FICTION: Shameless Shewa – fired because she’s pregnant

I saw myself punching Anwuli’s face as I typed my answer – hitting the keyboard with hard, fast blows – as fast as 100 words per second! That was how badly I wanted to punch her in the face.

I felt overwhelmed and wanted to bring out the injustice and anger I felt in my response. I copied everyone’s copy-able to the founder of the organization to the gateman (apologies… no one at the door).

But just as I was about to send the email, I freaked out and deleted everything!

My answer would lead to my summary dismissal! I still cared. Second, I still need to get my monthly salary.

I typed another long epistle. And I deleted it again! I spent the rest of the day, sitting in my chair, typing and deleting, rephrasing and rephrasing until 5 p.m.

When I got home, Grandma and Aunt Iwa were lying on the couch. Sheri and Charles just announced their engagement. Adeiwa was in the dining room, helping the five children with their homework, while Sheri’s sister-in-law cooked dinner for the family.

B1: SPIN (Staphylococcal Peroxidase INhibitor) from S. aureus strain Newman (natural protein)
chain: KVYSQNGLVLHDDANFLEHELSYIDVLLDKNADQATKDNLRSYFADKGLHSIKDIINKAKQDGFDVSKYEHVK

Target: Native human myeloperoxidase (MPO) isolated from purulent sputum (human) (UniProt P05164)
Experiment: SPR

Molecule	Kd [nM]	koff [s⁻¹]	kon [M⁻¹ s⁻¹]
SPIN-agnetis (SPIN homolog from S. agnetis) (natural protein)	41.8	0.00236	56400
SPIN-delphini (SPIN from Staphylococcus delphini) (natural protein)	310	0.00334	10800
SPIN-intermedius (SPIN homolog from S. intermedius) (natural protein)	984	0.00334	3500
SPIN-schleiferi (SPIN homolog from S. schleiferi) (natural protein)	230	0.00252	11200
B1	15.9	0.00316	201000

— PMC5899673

I fell on my bed, cried and slept.

I was four months pregnant and the morning sickness that was starting to go away all came back the next morning. I couldn’t lift my leg or hand, so I called in sick.

“This is not acceptable, Shewa. You have a question to answer. Don’t use illness as an excuse,” Naffy replied over the phone.

Sheri who was listening to our conversation snapped, “What?!!! What kind of organization is this???…give me the phone, let me talk to her, she asked…looking more shocked than angry.

“Please take it easy, I don’t want to mess things up…” I begged Sheri.

“No way…I can’t allow you to go into this office,” she insisted. “Do you know that you can sue them for violating your right to see a doctor? What if you collapse along the way?

She took the phone from me and barked into the handset. “She’s sick… She’s sick….”

“I’m her sister, and I’m telling you, she can’t be in the office today. She is sick.”